Minor roominess differences aside, the Crosstrek’s interior improves for 2024. The front seats feature a more supportive design to reduce fatigue, the sound dampening makes the cabin even quieter, and the design is far more modern. Unfortunately, Subaru has decided to stick with smaller displays as standard, though there are two of them—one for infotainment functions and another primarily for HVAC and other ancillary functions. You can option the huge 11.6-inch STARLINK center information display, a single display with navigation and what3words (W3W) integration. This feature allows you to use three simple words to provide precise location information to the navigation system.
Subaru’s EyeSight driver assistance features are standard across the line, and include pedestrian and bicycle detection, automated emergency braking, adaptive cruise control, and lane-departure warning; blind-spot monitoring, rear cross-traffic alert, and an evasive steering assistant are optional and works below 50 mph to help maneuver around potential impacts.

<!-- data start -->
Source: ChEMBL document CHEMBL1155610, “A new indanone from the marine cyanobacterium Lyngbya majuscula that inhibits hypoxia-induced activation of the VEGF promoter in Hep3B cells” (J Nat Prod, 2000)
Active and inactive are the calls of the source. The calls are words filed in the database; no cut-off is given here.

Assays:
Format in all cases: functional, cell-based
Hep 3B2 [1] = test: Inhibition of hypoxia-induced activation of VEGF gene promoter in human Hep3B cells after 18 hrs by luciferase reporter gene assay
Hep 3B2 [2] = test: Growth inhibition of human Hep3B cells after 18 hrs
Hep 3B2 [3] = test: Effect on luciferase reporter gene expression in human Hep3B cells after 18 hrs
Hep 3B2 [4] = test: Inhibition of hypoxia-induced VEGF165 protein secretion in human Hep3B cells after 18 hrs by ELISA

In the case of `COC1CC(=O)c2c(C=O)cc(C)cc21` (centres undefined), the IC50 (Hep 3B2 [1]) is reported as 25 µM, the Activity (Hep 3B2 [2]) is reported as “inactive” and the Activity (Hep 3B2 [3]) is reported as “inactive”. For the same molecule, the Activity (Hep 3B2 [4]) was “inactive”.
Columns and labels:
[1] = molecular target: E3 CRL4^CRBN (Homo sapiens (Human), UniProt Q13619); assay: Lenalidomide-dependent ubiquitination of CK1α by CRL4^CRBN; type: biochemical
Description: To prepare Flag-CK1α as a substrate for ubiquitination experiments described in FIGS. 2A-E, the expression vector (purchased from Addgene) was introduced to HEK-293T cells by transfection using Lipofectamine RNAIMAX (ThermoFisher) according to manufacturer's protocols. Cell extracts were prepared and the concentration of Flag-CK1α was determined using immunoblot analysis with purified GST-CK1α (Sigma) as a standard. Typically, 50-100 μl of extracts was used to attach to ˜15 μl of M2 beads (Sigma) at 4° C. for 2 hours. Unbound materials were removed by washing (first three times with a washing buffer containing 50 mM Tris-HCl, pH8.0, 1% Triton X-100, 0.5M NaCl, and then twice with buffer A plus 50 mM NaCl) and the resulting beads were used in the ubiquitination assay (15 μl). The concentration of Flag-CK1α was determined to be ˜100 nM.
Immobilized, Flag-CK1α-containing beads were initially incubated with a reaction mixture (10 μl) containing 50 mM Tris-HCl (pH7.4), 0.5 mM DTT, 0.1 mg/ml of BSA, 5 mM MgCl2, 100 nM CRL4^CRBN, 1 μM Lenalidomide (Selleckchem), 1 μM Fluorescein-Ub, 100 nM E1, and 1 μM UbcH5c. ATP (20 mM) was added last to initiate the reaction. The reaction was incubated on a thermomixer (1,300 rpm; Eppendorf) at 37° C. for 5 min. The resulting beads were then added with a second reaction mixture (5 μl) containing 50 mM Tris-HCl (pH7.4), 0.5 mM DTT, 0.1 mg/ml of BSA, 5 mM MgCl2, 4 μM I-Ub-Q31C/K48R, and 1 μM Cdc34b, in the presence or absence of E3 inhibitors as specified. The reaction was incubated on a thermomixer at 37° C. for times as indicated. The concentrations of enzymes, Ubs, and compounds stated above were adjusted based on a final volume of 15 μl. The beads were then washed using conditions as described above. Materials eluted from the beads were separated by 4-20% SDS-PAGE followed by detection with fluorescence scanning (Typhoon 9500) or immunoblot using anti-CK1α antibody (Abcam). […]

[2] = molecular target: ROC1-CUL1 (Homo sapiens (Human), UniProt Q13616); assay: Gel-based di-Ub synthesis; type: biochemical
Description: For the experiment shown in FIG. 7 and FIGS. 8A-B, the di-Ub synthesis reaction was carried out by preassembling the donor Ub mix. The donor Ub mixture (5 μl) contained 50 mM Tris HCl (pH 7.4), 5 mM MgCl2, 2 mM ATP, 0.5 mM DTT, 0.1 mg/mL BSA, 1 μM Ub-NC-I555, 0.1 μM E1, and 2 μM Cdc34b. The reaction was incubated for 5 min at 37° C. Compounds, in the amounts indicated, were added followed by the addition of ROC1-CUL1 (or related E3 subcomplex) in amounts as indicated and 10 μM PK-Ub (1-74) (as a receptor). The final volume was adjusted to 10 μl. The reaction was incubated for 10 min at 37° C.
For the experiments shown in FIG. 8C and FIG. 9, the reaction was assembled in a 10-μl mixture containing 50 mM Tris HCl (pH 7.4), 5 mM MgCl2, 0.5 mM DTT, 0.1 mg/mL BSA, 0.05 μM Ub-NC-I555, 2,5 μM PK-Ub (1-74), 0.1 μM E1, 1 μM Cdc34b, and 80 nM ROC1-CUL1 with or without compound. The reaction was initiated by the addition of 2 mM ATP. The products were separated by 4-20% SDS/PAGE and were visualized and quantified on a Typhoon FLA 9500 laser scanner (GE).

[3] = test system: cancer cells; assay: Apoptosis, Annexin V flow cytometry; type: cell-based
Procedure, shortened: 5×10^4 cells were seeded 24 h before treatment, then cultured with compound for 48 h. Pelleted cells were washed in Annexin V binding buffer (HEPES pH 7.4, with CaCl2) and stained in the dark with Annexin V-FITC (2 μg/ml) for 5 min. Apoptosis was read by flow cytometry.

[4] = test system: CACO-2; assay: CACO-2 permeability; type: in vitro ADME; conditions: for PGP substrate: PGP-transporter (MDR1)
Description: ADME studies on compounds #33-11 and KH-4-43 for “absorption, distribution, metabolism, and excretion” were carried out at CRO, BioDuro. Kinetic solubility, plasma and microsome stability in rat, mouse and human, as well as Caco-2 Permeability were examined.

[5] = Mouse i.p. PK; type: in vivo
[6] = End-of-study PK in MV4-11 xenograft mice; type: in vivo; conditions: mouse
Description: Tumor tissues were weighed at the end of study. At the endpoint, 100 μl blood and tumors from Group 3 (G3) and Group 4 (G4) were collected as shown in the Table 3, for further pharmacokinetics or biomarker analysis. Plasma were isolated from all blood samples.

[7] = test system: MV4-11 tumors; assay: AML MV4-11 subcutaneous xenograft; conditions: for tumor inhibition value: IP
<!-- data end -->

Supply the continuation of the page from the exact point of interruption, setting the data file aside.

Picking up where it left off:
The climate control of the new Crosstrek can be set to only service occupied seats rather than the entire cabin, via the standard dual-zone HVAC. There are also available options like a wireless phone charger in the center console and an all-weather package that includes heated seats, mirrors, and wipers for those icy days.
The Cost of Entry
The 2024 Crosstrek starts at $26,290, which is only $70 more than the 2023 Crosstrek’s opening ask, with the entirety of that increase chalked up to the destination and delivery charge going from $1,225 to $1,295. You’ll also only see that much of an increase when jumping into the Premium trim, which now starts at $27,440.